Food is obviously one of the most blogged about topics on the internet. I’m sure everyday there are new, young bloggers starting their new blogs on food review. I’m not going to be one of those (though I am young) who focus on reviewing food in overpriced, fancy restaurants. On my blog I aim to share with you about food that deliver a high level of satisfaction without costing you an arm and a leg. This does not necessarily mean it’s always about cheap food, it’s about value-for-money food experience. This includes home cooked food, which gives you the highest bang for the buck (and sense of accomplishment).
Simpang Renggam is less than an hour from JB, so it makes sense as a lunch stop when driving up north from JB if one were to leave JB before noon.
There are ample eateries in Simpang Renggam, and we chose Restoran Tai Kai Hock (大家福酒楼) since they are quite highly rated on Google. They are basically a Tze Char restaurant and the standard is above average.
Their signature dish is the crispy duck, and indeed it is pretty good. Overall the food is value for money, and well worth stopping over for lunch.
This was the first trip ever I had to change my itinerary due to adverse weather. It slipped my mind that when we went to Krabi last year, we heard news about flooding in southern Thailand. The weather in Krabi was really good, while on the eastern coast, the monsoon wreaked havoc. History repeated itself this year.
My plan was to drive to Koh Samui from Hat Yai. Hat Yai is too boring for 4 nights, and there isn’t much to see around the region as well. The coastal route would take me from Nakhon si Thammarat to Donsak pier in the shortest time possible. Unfortunately, i had to turn back as the road was closed due to flooding.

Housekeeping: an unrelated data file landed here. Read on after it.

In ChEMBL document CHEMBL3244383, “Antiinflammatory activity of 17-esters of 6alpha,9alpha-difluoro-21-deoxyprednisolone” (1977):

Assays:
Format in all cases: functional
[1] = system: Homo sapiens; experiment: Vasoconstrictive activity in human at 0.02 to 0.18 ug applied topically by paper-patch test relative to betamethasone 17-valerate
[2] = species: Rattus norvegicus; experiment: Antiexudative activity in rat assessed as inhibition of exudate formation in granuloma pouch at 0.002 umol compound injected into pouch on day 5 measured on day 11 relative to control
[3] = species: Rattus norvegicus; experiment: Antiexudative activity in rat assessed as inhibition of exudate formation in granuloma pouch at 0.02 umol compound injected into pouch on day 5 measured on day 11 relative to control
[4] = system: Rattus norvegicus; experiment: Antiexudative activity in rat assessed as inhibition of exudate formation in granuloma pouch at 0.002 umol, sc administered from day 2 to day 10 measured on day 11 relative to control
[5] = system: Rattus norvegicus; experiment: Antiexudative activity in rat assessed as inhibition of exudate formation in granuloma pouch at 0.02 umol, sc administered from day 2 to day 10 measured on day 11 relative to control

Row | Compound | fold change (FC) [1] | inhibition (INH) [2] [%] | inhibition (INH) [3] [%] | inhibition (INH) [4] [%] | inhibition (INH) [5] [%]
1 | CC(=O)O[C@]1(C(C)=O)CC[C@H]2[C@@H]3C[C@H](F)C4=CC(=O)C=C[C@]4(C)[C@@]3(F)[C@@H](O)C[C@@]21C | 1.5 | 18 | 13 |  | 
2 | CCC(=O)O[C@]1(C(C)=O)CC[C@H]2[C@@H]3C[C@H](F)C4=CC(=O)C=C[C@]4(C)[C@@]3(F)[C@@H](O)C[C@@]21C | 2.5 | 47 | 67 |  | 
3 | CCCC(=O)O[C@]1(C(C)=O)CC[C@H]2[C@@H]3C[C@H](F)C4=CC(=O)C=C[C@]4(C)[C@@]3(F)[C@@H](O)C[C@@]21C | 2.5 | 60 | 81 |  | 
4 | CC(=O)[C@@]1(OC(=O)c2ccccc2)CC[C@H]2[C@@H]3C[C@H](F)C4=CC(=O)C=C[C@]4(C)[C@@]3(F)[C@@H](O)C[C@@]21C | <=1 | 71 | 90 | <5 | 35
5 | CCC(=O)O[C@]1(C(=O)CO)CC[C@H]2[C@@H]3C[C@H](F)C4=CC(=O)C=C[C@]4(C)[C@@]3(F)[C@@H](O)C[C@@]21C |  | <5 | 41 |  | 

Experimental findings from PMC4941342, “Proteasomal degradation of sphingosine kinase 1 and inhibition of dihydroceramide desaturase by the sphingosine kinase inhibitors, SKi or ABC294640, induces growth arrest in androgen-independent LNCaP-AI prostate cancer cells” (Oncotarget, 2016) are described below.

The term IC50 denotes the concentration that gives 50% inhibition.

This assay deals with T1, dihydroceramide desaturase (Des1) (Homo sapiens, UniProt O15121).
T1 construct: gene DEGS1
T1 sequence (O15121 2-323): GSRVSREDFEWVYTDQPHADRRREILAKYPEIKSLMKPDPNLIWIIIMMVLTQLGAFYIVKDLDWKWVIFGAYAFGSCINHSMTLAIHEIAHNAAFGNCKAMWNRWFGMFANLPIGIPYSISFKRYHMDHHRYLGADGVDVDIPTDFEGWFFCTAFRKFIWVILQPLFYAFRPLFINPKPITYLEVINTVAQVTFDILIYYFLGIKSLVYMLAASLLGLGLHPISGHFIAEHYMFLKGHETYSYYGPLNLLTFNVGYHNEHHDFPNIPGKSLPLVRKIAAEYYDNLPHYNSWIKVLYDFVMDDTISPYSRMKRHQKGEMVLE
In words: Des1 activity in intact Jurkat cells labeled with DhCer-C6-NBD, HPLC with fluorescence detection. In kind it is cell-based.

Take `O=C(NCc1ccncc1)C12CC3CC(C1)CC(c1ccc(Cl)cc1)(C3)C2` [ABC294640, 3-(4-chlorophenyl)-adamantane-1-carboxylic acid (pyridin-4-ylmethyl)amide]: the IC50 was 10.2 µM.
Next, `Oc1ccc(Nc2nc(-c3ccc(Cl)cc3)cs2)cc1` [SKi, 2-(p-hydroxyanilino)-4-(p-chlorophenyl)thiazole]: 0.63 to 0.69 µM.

Bukit Gambir is under 2 hours from KL and 1.5 hours from JB, so it could work as a lunch stop from either direction. It is a sizeable town, comparable to Yong Peng, and offers quite a few dining options during lunch time. It is very near Panchor, and easily accessible from the Toll booth.
I Googled and found a restaurant that has unfortunately already shut down, but just behind to it, there is a Tze Char restaurant that probably has been operating for a long time – Bee Hiong Guan. It is housed in a purpose-built building, and the high ceiling made it feel breezy and airy. It is very clean too. Continue reading North-South highway lunch stop – Bukit Gambir
The only clue I had when searching for my grandfather’s hometown was my surname. As the Chinese proverb goes, that sounds like searching for a needle in the ocean bed, right? Fortunately, in the olden days, Chinese families, those with the same surname, stick closely together. An entire village would consist of families of the same descent. And so, just by searching using my surname, I managed to find two villages in Fuqing where people with the same surname as mine lived.
To be honest, i felt that my chances were pretty low on actually hitting the jackpot, but it would be good enough for me just to get a feel of the place. Continue reading Tour of my ancestral land – Part 3 – Fuqing and Fuzhou
While my dad is from Fuqing, my mum is Hakka. Specifically, from Dabu 大埔. I didn’t plan for it initially, but after checking the map, i discovered that Dabu is not too far from the Tulou area. Well, afterall, the Tulou are built by the Hakkas. So, i decided to add on an itinerary to check out Dabu, even though my mum wasn’t so keen.
Dabu is located in Guangdong province, just bordering Fujian. Just so that we could do some sightseeing (because there isn’t much to see in and around Dabu, other than ancient dwellings which does not interest my mum again), i chose to visit the terraced paddy fields of Pingshan (坪山梯田).